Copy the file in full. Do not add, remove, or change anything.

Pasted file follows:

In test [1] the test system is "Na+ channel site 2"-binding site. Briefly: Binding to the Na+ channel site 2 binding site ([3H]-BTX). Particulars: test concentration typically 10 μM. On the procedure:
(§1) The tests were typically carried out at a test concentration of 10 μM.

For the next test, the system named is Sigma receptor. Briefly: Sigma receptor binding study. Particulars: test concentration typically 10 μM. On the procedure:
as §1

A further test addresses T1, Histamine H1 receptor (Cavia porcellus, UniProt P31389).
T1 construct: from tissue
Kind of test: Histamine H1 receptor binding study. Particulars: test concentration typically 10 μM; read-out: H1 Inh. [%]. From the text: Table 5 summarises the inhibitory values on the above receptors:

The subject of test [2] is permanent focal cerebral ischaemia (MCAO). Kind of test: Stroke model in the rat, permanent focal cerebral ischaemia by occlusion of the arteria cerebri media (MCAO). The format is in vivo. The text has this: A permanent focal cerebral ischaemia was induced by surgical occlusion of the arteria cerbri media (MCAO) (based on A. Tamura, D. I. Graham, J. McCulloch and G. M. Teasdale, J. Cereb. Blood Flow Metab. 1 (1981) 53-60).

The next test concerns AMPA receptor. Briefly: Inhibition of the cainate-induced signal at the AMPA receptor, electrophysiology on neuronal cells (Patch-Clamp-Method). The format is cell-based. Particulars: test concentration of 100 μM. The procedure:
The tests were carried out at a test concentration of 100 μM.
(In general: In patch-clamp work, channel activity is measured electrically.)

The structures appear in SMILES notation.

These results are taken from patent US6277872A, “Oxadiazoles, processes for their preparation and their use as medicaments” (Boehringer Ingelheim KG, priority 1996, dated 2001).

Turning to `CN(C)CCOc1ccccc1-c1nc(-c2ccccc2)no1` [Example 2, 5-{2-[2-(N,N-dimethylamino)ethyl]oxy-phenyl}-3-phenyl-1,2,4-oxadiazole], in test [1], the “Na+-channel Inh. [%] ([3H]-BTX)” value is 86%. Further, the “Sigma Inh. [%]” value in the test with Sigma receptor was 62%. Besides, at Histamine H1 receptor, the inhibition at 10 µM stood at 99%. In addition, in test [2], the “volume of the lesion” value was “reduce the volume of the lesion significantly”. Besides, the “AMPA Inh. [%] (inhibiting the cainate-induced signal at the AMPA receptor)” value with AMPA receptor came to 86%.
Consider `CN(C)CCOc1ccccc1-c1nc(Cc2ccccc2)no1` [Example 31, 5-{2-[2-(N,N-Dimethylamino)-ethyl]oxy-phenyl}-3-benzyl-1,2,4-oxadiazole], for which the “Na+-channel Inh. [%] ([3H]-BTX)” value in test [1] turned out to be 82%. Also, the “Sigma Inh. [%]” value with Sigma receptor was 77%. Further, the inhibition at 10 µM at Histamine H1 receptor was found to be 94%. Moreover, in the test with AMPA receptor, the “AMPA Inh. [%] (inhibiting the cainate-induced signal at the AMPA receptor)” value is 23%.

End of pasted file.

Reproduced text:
In test [1] the test system is "Na+ channel site 2"-binding site. Briefly: Binding to the Na+ channel site 2 binding site ([3H]-BTX). Particulars: test concentration typically 10 μM. On the procedure:
(§1) The tests were typically carried out at a test concentration of 10 μM.

For the next test, the system named is Sigma receptor. Briefly: Sigma receptor binding study. Particulars: test concentration typically 10 μM. On the procedure:
as §1

A further test addresses T1, Histamine H1 receptor (Cavia porcellus, UniProt P31389).
T1 construct: from tissue
Kind of test: Histamine H1 receptor binding study. Particulars: test concentration typically 10 μM; read-out: H1 Inh. [%]. From the text: Table 5 summarises the inhibitory values on the above receptors:

The subject of test [2] is permanent focal cerebral ischaemia (MCAO). Kind of test: Stroke model in the rat, permanent focal cerebral ischaemia by occlusion of the arteria cerebri media (MCAO). The format is in vivo. The text has this: A permanent focal cerebral ischaemia was induced by surgical occlusion of the arteria cerbri media (MCAO) (based on A. Tamura, D. I. Graham, J. McCulloch and G. M. Teasdale, J. Cereb. Blood Flow Metab. 1 (1981) 53-60).

The next test concerns AMPA receptor. Briefly: Inhibition of the cainate-induced signal at the AMPA receptor, electrophysiology on neuronal cells (Patch-Clamp-Method). The format is cell-based. Particulars: test concentration of 100 μM. The procedure:
The tests were carried out at a test concentration of 100 μM.
(In general: In patch-clamp work, channel activity is measured electrically.)

The structures appear in SMILES notation.

These results are taken from patent US6277872A, “Oxadiazoles, processes for their preparation and their use as medicaments” (Boehringer Ingelheim KG, priority 1996, dated 2001).

Turning to `CN(C)CCOc1ccccc1-c1nc(-c2ccccc2)no1` [Example 2, 5-{2-[2-(N,N-dimethylamino)ethyl]oxy-phenyl}-3-phenyl-1,2,4-oxadiazole], in test [1], the “Na+-channel Inh. [%] ([3H]-BTX)” value is 86%. Further, the “Sigma Inh. [%]” value in the test with Sigma receptor was 62%. Besides, at Histamine H1 receptor, the inhibition at 10 µM stood at 99%. In addition, in test [2], the “volume of the lesion” value was “reduce the volume of the lesion significantly”. Besides, the “AMPA Inh. [%] (inhibiting the cainate-induced signal at the AMPA receptor)” value with AMPA receptor came to 86%.
Consider `CN(C)CCOc1ccccc1-c1nc(Cc2ccccc2)no1` [Example 31, 5-{2-[2-(N,N-Dimethylamino)-ethyl]oxy-phenyl}-3-benzyl-1,2,4-oxadiazole], for which the “Na+-channel Inh. [%] ([3H]-BTX)” value in test [1] turned out to be 82%. Also, the “Sigma Inh. [%]” value with Sigma receptor was 77%. Further, the inhibition at 10 µM at Histamine H1 receptor was found to be 94%. Moreover, in the test with AMPA receptor, the “AMPA Inh. [%] (inhibiting the cainate-induced signal at the AMPA receptor)” value is 23%.